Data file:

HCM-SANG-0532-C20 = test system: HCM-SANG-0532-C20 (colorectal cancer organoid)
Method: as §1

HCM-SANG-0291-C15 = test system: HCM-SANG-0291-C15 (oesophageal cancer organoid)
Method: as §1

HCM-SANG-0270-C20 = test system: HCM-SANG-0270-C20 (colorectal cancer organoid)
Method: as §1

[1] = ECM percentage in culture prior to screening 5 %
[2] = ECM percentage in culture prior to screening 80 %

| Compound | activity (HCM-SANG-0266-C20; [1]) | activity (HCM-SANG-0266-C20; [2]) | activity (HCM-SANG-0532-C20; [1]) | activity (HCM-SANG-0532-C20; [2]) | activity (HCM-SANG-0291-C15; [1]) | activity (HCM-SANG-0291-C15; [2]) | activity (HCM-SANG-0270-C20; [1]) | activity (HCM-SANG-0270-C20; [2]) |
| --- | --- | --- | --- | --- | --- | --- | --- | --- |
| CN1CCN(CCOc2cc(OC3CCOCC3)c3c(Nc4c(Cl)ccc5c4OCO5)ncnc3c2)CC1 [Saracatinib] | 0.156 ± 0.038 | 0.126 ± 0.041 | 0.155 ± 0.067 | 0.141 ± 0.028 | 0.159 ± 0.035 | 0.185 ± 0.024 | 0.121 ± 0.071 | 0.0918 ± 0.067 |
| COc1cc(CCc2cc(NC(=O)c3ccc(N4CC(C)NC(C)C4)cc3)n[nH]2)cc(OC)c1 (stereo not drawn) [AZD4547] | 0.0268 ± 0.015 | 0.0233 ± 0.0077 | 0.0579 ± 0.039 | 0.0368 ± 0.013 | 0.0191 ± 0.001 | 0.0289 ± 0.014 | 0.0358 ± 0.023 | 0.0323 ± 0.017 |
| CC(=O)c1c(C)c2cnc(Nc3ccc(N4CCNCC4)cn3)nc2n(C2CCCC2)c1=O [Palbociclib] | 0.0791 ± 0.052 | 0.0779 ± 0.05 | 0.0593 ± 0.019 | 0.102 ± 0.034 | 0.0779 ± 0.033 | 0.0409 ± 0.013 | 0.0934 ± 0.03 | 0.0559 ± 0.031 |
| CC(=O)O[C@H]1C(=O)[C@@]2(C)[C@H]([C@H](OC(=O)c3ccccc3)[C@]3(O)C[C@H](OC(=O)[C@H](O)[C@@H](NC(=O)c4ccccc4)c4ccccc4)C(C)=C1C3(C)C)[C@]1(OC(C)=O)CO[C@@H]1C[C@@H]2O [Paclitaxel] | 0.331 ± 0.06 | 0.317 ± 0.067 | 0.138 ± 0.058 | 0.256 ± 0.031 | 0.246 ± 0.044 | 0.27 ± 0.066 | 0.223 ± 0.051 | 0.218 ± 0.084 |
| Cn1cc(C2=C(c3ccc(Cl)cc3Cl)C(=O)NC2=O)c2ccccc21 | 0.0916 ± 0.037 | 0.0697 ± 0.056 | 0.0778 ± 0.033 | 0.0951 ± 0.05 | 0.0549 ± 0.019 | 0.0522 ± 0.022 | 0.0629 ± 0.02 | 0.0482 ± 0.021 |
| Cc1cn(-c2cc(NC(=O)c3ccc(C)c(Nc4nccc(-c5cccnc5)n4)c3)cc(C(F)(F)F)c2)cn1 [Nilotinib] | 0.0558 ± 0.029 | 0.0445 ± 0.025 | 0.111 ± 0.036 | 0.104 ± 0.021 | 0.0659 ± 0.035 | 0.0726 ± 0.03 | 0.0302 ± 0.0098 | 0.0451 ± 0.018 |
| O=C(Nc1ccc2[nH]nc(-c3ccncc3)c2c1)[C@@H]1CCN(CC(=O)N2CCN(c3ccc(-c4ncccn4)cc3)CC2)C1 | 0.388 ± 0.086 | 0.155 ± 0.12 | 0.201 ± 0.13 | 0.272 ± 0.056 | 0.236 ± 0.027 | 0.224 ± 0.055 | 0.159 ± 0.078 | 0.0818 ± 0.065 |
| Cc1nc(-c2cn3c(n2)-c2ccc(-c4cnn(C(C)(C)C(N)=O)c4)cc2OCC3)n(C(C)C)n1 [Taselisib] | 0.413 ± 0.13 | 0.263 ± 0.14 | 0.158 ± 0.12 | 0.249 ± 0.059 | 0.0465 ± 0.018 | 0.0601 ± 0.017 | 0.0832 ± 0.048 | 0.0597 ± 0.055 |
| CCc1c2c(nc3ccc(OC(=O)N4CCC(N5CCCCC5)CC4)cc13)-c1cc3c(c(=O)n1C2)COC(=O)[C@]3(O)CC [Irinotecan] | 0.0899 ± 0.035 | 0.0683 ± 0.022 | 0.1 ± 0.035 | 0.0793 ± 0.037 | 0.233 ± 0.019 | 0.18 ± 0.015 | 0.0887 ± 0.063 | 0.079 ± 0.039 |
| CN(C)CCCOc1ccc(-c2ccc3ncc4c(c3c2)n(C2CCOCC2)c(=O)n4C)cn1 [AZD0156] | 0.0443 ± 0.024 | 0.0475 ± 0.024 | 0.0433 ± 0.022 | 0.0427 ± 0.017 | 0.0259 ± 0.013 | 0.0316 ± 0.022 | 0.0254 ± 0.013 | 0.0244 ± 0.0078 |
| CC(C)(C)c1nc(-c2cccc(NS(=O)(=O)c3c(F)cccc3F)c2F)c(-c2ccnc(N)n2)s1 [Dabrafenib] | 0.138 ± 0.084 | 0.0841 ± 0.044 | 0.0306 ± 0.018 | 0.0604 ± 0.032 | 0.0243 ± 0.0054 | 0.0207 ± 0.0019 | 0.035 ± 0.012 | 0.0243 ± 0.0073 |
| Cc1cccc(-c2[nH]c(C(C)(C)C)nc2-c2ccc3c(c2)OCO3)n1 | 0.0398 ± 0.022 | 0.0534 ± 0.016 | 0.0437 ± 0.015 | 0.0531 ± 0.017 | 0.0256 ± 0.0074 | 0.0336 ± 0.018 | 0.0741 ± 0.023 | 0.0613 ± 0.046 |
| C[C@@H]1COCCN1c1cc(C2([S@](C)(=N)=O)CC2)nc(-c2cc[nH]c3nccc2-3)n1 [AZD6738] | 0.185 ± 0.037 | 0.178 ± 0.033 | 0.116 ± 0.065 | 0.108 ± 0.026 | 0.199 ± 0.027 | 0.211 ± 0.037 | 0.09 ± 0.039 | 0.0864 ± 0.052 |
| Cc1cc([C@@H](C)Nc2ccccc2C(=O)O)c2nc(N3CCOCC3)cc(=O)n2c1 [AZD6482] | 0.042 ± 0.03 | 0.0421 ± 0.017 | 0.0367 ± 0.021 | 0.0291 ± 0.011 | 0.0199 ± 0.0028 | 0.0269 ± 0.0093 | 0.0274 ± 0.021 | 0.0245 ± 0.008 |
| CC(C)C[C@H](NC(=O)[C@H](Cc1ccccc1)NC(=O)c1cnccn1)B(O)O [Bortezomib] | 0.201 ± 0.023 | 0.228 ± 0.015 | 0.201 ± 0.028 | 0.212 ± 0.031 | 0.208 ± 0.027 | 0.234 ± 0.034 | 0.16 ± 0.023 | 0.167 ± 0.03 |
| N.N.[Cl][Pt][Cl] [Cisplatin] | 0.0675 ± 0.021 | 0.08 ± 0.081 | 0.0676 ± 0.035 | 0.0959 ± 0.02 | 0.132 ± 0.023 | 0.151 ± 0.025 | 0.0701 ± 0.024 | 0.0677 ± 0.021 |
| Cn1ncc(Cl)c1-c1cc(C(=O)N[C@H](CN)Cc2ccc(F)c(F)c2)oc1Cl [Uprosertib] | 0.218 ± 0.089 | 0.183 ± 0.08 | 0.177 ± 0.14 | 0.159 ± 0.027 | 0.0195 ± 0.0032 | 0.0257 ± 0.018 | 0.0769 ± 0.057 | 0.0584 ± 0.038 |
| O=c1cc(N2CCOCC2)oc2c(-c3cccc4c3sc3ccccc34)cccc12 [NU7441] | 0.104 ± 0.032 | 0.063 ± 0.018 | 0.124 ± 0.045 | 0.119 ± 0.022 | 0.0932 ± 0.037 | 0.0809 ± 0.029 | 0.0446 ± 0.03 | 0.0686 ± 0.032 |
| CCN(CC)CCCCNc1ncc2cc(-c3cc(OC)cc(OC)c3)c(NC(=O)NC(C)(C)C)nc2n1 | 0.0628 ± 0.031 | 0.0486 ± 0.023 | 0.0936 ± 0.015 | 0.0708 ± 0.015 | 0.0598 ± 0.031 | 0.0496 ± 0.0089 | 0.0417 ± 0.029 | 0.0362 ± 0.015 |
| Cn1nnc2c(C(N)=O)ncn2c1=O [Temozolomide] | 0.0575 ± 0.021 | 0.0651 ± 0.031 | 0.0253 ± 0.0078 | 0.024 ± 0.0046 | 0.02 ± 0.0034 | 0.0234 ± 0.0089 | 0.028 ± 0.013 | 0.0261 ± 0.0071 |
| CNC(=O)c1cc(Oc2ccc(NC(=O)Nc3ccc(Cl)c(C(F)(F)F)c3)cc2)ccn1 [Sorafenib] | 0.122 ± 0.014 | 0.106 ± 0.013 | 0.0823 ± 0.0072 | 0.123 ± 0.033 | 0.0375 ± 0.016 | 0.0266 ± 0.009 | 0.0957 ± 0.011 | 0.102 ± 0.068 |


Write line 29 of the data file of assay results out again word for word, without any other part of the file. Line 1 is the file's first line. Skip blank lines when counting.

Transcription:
| CCN(CC)CCCCNc1ncc2cc(-c3cc(OC)cc(OC)c3)c(NC(=O)NC(C)(C)C)nc2n1 | 0.0628 ± 0.031 | 0.0486 ± 0.023 | 0.0936 ± 0.015 | 0.0708 ± 0.015 | 0.0598 ± 0.031 | 0.0496 ± 0.0089 | 0.0417 ± 0.029 | 0.0362 ± 0.015 |